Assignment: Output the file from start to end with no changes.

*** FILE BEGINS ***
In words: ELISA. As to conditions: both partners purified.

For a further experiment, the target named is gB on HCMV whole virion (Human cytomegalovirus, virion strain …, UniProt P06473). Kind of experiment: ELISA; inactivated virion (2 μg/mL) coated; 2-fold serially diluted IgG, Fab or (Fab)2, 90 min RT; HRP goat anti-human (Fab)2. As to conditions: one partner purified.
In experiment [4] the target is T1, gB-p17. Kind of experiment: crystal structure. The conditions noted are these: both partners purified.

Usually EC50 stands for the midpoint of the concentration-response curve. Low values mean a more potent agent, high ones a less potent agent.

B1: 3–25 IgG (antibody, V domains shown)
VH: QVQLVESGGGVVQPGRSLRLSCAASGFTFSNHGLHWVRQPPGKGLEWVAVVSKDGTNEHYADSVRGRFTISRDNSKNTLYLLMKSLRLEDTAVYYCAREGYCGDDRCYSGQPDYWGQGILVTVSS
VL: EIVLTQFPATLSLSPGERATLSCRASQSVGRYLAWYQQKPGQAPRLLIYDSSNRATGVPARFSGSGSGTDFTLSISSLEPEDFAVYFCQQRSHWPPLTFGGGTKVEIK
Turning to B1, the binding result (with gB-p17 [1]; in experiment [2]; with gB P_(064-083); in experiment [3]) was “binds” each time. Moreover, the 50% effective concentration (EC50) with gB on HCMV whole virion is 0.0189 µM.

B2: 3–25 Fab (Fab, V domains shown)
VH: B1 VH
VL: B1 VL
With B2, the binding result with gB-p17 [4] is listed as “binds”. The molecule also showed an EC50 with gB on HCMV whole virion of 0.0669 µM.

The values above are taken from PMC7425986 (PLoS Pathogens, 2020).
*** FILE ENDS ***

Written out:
In words: ELISA. As to conditions: both partners purified.

For a further experiment, the target named is gB on HCMV whole virion (Human cytomegalovirus, virion strain …, UniProt P06473). Kind of experiment: ELISA; inactivated virion (2 μg/mL) coated; 2-fold serially diluted IgG, Fab or (Fab)2, 90 min RT; HRP goat anti-human (Fab)2. As to conditions: one partner purified.
In experiment [4] the target is T1, gB-p17. Kind of experiment: crystal structure. The conditions noted are these: both partners purified.

Usually EC50 stands for the midpoint of the concentration-response curve. Low values mean a more potent agent, high ones a less potent agent.

B1: 3–25 IgG (antibody, V domains shown)
VH: QVQLVESGGGVVQPGRSLRLSCAASGFTFSNHGLHWVRQPPGKGLEWVAVVSKDGTNEHYADSVRGRFTISRDNSKNTLYLLMKSLRLEDTAVYYCAREGYCGDDRCYSGQPDYWGQGILVTVSS
VL: EIVLTQFPATLSLSPGERATLSCRASQSVGRYLAWYQQKPGQAPRLLIYDSSNRATGVPARFSGSGSGTDFTLSISSLEPEDFAVYFCQQRSHWPPLTFGGGTKVEIK
Turning to B1, the binding result (with gB-p17 [1]; in experiment [2]; with gB P_(064-083); in experiment [3]) was “binds” each time. Moreover, the 50% effective concentration (EC50) with gB on HCMV whole virion is 0.0189 µM.

B2: 3–25 Fab (Fab, V domains shown)
VH: B1 VH
VL: B1 VL
With B2, the binding result with gB-p17 [4] is listed as “binds”. The molecule also showed an EC50 with gB on HCMV whole virion of 0.0669 µM.

The values above are taken from PMC7425986 (PLoS Pathogens, 2020).